A private collection – Fine prints

Stockholms Auktionsverk proudly presents an important collection of very fine prints, that spans almost 500 years, from the late 15th century to the 1970s, but with an emphasis on 20th century prints.

Some of the prints were already purchased during the late 1940s and early 1950s. Through preserved notes and records, we learn that the majority of purchases were made from established galleries in Stockholm, such as; Galerie PierreGalerie BlancheSvensk-Franska Konstgalleriet and Agnes Widlund’s Konstsalongen Samlaren. Among some of the international provenances we find Galerie Berggruen and Galerie Simon in Paris, as well as Craddock & Barnard in London.

The collector himself also had a small gallery business for some time, which certainly contributed to a large network and plenty of opportunities to acquire today highly sought after prints.

For a collector, the most spectacular print is perhaps the etching Eva Mudocci-Masque, by Henri Matisse (Duthuit 65). This rare portrait from 1915 is only described in two known copies, of which this is probably a third hitherto unknown copy. The artist himself has written a dedication to, for her time, famous and celebrated violinist Eva Mudocci, also once the mistress of Edvard Munch.

The earliest contribution, from the gifted hand of Pablo Picasso to the collection, is a female portrait, Tête de Femme, de profil (Bloch 6) from the famous La Suite des Saltimbanques, dating to 1905. The large and important lithograph Tête de Jeune Fille (Bloch 423) depicts a young Françoise Gilot, and is a fine example of the lithographs that were produced at the famous printing shop of Fernand Mourlot in Paris. Picasso had the first lithographs printed there in 1945, and in the following years he produced some of the most beautiful lithographic portraits of Françoise.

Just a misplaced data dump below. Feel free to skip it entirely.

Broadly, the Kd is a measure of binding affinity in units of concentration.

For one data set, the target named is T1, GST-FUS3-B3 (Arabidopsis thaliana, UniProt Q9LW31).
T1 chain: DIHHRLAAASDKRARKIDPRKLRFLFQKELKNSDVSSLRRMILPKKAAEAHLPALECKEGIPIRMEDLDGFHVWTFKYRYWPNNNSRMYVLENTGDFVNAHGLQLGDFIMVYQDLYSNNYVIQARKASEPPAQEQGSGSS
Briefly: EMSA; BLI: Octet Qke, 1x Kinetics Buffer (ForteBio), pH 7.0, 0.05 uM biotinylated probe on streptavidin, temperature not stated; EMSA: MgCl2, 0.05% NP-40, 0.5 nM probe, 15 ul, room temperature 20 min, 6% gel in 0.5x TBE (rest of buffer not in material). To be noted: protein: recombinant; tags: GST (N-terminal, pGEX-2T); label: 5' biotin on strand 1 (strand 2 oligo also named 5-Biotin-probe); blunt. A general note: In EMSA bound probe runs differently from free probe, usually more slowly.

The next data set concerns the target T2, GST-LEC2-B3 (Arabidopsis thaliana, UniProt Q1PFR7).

A majority of the prints in the collection are printed in black and white, but with a few exceptions, such as Fumeur à la Cigarette Blanche (Bloch 1169), a colourful aquatint that Picasso executed in 1964. This particular copy has exceptionally well-preserved colors, since it been stored for a long time, and so not exposed to day-light.

We are also given a rare opportunity to follow Marc Chagall’s work with the illustrations for La Bible, through several etchings where the same motif is represented with trial proofs, from many different states along the working process. Here we can see how the image develops, and it is truly a fine opportunity to study his work in detail. On a proof from an early state of Anne invoque l’Éternel (Sorlier 256), Chagall etched a self-portrait at the the lower part of the plate, a portrait which then disappears in later states, when the plate is cut down.

The major part of the collection consist of prints from the 20th century. There are several works by Miró, including his first lithograph – Lithographie I, from 1930 (Mourlot 1), Chagall, Picasso and Matisse, but also works by Rouault, Léger, Giacometti, Soulage, Laurens, Delaunay, Heckel, Grosz, Kollwitz among others.

Old master prints are not so well represented in the collection, but still you find the names of some of the most well-known artists in history – Cranach, Dürer, Rembrandt, Delacroix, Manet and Corot.

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